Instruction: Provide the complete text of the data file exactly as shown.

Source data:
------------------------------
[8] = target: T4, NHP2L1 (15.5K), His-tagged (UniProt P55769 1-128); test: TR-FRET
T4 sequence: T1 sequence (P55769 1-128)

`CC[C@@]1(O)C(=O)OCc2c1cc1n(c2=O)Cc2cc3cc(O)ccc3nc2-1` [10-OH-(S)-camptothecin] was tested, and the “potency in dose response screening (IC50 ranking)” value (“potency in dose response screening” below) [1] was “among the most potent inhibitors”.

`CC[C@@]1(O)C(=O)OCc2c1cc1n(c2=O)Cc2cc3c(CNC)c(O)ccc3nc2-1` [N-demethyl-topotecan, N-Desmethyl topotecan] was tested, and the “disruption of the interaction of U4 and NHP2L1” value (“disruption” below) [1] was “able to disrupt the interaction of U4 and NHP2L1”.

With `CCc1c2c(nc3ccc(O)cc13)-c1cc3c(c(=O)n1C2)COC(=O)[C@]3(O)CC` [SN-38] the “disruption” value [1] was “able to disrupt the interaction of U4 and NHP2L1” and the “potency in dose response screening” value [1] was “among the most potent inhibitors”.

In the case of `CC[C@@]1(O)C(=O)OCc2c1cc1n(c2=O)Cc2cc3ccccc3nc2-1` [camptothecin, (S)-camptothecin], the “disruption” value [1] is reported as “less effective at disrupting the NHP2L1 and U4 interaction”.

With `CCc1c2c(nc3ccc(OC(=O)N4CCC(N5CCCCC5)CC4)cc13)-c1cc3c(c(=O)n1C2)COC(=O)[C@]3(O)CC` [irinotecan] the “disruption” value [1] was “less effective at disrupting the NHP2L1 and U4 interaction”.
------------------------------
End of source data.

[8] = target: T4, NHP2L1 (15.5K), His-tagged (UniProt P55769 1-128); test: TR-FRET
T4 sequence: T1 sequence (P55769 1-128)

`CC[C@@]1(O)C(=O)OCc2c1cc1n(c2=O)Cc2cc3cc(O)ccc3nc2-1` [10-OH-(S)-camptothecin] was tested, and the “potency in dose response screening (IC50 ranking)” value (“potency in dose response screening” below) [1] was “among the most potent inhibitors”.

`CC[C@@]1(O)C(=O)OCc2c1cc1n(c2=O)Cc2cc3c(CNC)c(O)ccc3nc2-1` [N-demethyl-topotecan, N-Desmethyl topotecan] was tested, and the “disruption of the interaction of U4 and NHP2L1” value (“disruption” below) [1] was “able to disrupt the interaction of U4 and NHP2L1”.

With `CCc1c2c(nc3ccc(O)cc13)-c1cc3c(c(=O)n1C2)COC(=O)[C@]3(O)CC` [SN-38] the “disruption” value [1] was “able to disrupt the interaction of U4 and NHP2L1” and the “potency in dose response screening” value [1] was “among the most potent inhibitors”.

In the case of `CC[C@@]1(O)C(=O)OCc2c1cc1n(c2=O)Cc2cc3ccccc3nc2-1` [camptothecin, (S)-camptothecin], the “disruption” value [1] is reported as “less effective at disrupting the NHP2L1 and U4 interaction”.

With `CCc1c2c(nc3ccc(OC(=O)N4CCC(N5CCCCC5)CC4)cc13)-c1cc3c(c(=O)n1C2)COC(=O)[C@]3(O)CC` [irinotecan] the “disruption” value [1] was “less effective at disrupting the NHP2L1 and U4 interaction”.